Goins, Writer

On Writing, Ideas, and Making a Difference

How to Be a Hero: 7 Surprising Characteristics

The other night, I was watching The Lightning Thief and quickly realized it was an adaptation of the Greek myth of Persius (which you can watch in The Clash of the Titans).

Be a Hero: Photo of a little girl

Photo credit: Lance Neilson (Creative Commons)

But as I watched a young boy struggling to fulfill his destiny, I also thought, “This is just like Harry Potter.” Then, when I realized he never knew his father, I thought, “This is just like Star Wars. And when I saw that they were following a map to find valuable treasures all over the country, I thought, “This is like National Treasure.”

Of course, you could also say the movie is a lot like Avatar or Eragon or any number of other stories, as well. And you would be right. That’s the point. Although the “hero’s journey” genre may be overdone, there’s something compelling about heroes and the roles they play in our lives.

Characteristics of a hero

Here are seven reasons why we love a good hero:

  1. Heroes are unexpected. The people we expect to be heroes are guys like Gaston from Beauty and the Beast. Charming, muscular, and over-confident. Usually, they just end up being jerks, though. The real heroes are the ones hiding in obscurity, waiting to be discovered, like Arthur in The Sword in the Stone.
  2. Heroes are unknown. The real heroes are lurking in the background somewhere. They aren’t famous. They’re nobodies. They’re Frodo Baggins, dreaming of adventure, while maybe slightly scared of the cost. They’re the shepherd David, defending the flock and longing for a fight.
  3. Heroes are ordinary. At the beginning of the story, our heroes are losers. They’re mopping a floor somewhere. They’re the Marty McFlys of the world, complete with dorky suspenders and awkward social skills.
  4. Heroes become heroes through adversity. At the beginning of the story, their skills are untested. Conflict must draw out the courage of a hero. That’s why Gaston or Biff can never be a hero. Those guys are all bravado. They put on the air of a tough guy, but they run when the real fight begins.
  5. Heroes show up at the 11th hour. It’s not until the last moment when all hope seems lost that a hero distinguishes himself from the rest of the pack. Heroes surprise us.
  6. Heroes push through the fear. They live what we all claim to believe — that courage isn’t absence of fear, but rather facing it. They acknowledge their feelings but rise above them.
  7. Heroes fight for others. Heroes emerge when the innocent are in peril. Heroes fight, not because they want to, but because those whom they love will die if they don’t. That’s why you often see reluctant heroes (Han Solo, Shrek, William Wallace, to name a few). It is only when times are tough, when all that they have will be utterly lost, that they emerge ready to fight.

Finding the hero within

What happens in you when you read that list? Do you find yourself identifying with the prospect of being a hero? Do you get excited? This is not a coincidence.

The reason we love epics is because they speak to something deep inside of us. These stories and myths and movies are designed to teach us one thing: Anyone can be a hero, but not everyone will. Will you?

(Cue Bonnie Tyler song.)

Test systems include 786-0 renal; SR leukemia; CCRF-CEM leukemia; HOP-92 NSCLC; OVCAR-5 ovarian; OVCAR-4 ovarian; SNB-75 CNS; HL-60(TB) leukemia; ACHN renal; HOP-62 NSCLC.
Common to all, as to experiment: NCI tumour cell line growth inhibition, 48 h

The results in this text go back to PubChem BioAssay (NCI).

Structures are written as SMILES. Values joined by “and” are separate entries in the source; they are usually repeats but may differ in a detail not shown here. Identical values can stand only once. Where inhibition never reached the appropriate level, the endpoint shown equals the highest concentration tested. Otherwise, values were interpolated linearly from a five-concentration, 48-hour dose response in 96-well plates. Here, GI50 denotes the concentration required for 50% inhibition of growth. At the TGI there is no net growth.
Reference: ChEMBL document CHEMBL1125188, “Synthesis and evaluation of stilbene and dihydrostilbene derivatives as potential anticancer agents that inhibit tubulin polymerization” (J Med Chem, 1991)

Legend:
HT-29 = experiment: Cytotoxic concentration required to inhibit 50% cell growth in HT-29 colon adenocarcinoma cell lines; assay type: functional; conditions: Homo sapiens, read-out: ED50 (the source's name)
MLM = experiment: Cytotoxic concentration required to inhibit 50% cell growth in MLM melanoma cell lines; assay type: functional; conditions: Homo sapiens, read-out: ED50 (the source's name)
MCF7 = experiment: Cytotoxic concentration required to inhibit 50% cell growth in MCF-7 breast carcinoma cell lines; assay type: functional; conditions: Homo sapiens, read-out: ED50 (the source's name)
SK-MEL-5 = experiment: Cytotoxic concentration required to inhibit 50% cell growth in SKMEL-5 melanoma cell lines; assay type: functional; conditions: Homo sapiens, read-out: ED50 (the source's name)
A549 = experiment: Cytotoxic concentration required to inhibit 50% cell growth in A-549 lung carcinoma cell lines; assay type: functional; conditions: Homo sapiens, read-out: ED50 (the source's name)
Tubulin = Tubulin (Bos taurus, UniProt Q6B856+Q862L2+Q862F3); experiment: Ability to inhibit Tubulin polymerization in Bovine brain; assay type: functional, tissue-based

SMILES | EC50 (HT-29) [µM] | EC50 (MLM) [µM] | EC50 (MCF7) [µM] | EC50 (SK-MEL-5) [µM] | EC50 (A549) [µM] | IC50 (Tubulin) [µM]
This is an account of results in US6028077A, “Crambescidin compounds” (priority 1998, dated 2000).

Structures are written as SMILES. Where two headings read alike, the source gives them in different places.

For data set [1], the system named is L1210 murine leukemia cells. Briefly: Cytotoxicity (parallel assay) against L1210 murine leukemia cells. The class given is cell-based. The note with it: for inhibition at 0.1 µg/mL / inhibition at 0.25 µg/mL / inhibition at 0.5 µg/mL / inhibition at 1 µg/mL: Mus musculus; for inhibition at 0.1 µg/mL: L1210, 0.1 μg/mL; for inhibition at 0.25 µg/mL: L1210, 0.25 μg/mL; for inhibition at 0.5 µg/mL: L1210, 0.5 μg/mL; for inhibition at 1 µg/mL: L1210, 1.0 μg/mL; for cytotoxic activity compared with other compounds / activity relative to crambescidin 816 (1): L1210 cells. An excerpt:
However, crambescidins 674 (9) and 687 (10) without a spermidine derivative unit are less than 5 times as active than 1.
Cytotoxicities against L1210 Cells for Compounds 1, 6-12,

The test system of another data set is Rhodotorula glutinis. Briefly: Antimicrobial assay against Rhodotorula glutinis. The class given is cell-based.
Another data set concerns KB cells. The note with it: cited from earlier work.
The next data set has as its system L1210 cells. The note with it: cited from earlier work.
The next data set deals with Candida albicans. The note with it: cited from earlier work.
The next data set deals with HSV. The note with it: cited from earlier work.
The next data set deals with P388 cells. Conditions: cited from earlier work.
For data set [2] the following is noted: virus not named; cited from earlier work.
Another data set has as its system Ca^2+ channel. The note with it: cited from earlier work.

What do you think a hero is made of? Share in the comments.

About Jeff Goins

I write books and help writers get their work out into the world. I am the best-selling author of four books, including The Art of Work. Each week, I send out a newsletter with free tips on writing and creativity.

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  • Good words, Jeff! I shared this on facebook and then sent a link to a lot of my mostly college age friends.

  • I really like this! It’s so true and something I’ve never really spent time contemplating before.

  • Jman2872

    I’m certainly no HERO! But what was written couldn’t be more on point!! Well said Jeff!

  • Krishanthkrish

    i want to stop my bad habits so what should i do?

    • without trying to sound harsh, STOP them. or better yet, find better habits to replace them.

    • Hadi_banayy

      Make a plan to left all the habits,but stpe by stpe complying the action will be more effective.

  • Shwuishu

    this might be a bit random, but I found this article while looking up random Hetalia realted things (the personification of America is always yelling “I’M THE HERO!” and being American myself, I just had to look this up =_=)

    nice btw. I give this page an anime fan’s seal of approval!

  • Anonymous

    Thanks for reposting this on Twitter .. LOVE IT

  • Shaggyww

    I want to make a difference…cant live against myself like that forever…someday i will start to change things… I feel i have to… at least I buy a cape

  • Zacarren

    the best hero I can think of is Naruto who fought through others hateing him and he still fights to protect thim.

    • guest

      thats why im here lol

  • Jon Harper

    I love this! I wrote a short piece about a month ago called “Heroes Don’t Always Wear Capes” https://jonharper70.wordpress.com/2014/01/03/heroes-dont-always-wear-capes/
    I’d be honored if you’d give it a quick read. Have a great day discovering the moments in-between.

  • julio

    i wanna be hero to save the world who did me

  • cecilie

    A hero does not necesarry need to be identified with the 7 points posted in the blog. What makes a hero is someone who does something good for someone else. A hero does not put her/himself before anybody else. We belive what makes a hero is love, care and courage. A hero is willing to sacrifise himself for the joy of other people. What a hero does is helping people in need.

  • tej

    A hero may also be a complete failure in life but when the times right the flare that he starts shocks people
    A hero is always modest